The Kansas City Royals stepped up big time in Game 4 of the ALDS, scoring seven runs in the final two innings to extend their season to at least a Game 5 in a 9-6 win over the Houston Astros.
For the Royals, the world'sin drew up memories of the milestone victory Kansas City had in the 2014 Wild Card Game against the A's in Oakland. During that game the club had faced a 7-3 deficit in the eighth inning, after that late-inning rally, the Royals won in the 12th on their road to an eventual World Series appearance.
"That's the thing about this team, we always feel that we're still in games and we still have a chance," first baseman Eric Hosmer said.
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Lesser clubs would have been rattled as Astros rookie sensation Carlos Correa hit his second home run of the day and Colby Rasmus dropped his fourth homer of the postseason to develop a four-run lead at the end of seven on the road. However, that's not the character of this Royals ballclub.
"That's the mentality for this whole entire team. It's never quit," Hosmer, who hit a two-run homer in the ninth, said. "And the character we showed today, that's what a championship ballclub does."
Royals' manager Ned Yost didn't see any doubt in the eyes of his players' in the dugout after what could have been a demoralizing blow. Instead, he watched as his club placed eight men on base to take a 7-6 lead.
"In the dugout? It was fine... the thing about this club is that they don't quit. They don't," Yost said. "After giving up three runs there in the bottom of the seventh, they came in [the eighth inning] on fire."
Now, Kansas City is going home to the sea of Royal blue at Kauffman Stadium in a winner-take-all Game 5 of the ALDS.
On the other side of the field, the Astros were just six outs away from moving on in the playoffs with a four-run lead. Excitement flooded the Houston dugout, and the sellout crowd at Minute Maid Park was ready to see its team back in a league championship series after a long 10 years.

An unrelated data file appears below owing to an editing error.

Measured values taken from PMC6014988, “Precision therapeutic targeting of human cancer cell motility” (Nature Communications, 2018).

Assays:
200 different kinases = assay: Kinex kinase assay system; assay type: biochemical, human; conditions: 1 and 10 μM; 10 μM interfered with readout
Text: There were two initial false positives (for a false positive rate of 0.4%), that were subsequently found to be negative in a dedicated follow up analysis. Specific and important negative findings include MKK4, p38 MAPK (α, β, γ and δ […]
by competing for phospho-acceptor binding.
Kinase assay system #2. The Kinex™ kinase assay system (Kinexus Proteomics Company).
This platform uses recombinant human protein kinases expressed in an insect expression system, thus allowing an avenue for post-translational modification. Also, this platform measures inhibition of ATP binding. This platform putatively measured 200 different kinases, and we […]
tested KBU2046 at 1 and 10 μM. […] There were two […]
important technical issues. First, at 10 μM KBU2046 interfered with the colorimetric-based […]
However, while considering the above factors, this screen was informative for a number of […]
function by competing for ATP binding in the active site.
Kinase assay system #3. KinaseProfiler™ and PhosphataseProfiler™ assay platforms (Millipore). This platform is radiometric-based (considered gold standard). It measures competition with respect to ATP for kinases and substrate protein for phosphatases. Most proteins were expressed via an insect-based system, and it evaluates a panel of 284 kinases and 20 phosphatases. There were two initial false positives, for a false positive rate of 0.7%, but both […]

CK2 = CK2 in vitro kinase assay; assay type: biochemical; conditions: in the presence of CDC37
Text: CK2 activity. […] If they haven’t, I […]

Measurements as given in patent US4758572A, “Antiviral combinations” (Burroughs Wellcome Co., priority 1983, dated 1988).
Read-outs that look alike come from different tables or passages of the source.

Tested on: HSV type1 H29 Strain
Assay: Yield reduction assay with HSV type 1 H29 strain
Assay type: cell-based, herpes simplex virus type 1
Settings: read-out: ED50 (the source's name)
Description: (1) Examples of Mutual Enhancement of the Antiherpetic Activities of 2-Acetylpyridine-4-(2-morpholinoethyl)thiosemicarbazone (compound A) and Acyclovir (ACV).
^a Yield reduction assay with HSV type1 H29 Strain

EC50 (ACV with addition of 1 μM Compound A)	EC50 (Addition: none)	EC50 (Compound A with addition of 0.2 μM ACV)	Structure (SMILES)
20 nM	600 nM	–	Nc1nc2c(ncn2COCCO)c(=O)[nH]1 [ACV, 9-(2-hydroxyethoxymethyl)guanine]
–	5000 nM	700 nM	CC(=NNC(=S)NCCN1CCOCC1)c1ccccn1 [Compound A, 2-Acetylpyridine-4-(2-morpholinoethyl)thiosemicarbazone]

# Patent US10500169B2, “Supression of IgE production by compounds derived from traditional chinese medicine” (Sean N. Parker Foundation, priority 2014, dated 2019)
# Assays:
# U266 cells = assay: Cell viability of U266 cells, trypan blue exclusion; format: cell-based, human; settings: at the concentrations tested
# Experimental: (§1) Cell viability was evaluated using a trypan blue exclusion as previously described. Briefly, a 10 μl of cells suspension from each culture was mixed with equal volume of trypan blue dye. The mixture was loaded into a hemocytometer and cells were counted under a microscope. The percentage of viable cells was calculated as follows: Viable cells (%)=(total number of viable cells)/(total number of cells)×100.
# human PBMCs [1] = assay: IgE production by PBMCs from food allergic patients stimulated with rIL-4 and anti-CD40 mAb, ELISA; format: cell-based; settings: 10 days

After the lead was lost to the Royals, an uncomfortable silence fell over the crowd.
Can the 'Stros overcome the heartbreak in time for Wednesday's Game 5?
"[The Astros] don't need to be told that this was a tough loss. They don't need to be told that Game 5's a big game," Astros manager A.J. Hinch said. "We will show up with our personality. We're going to give it everything we have to continue the season, as is the club across the way."
While the Astros are one of the youngest clubs in the majors, they've had their share of rough patches this season, but have still managed to continue exceeding expectations.
"We have lost like this before, but it's been in May or June and not on this stage," right fielder George Springer said. "Stuff like this happens. It's not ideal, but it happens."
Before the eighth inning Monday afternoon, the series momentum appeared to be on Houston's side. Has it now swung back to Royals?
"We have just as good a chance to win Game 5 as the Royals. And we're going to hop on a plane, go work out tomorrow, and we're going to show up ready to play in Game 5," Hinch said. "It's going to be electric atmosphere in Kauffman Stadium."
Despite popular opinion, momentum isn't everything baseball, at least according to Hinch.
"It's a big-boy sport. We'll adjust, and we will be ready to play," he said.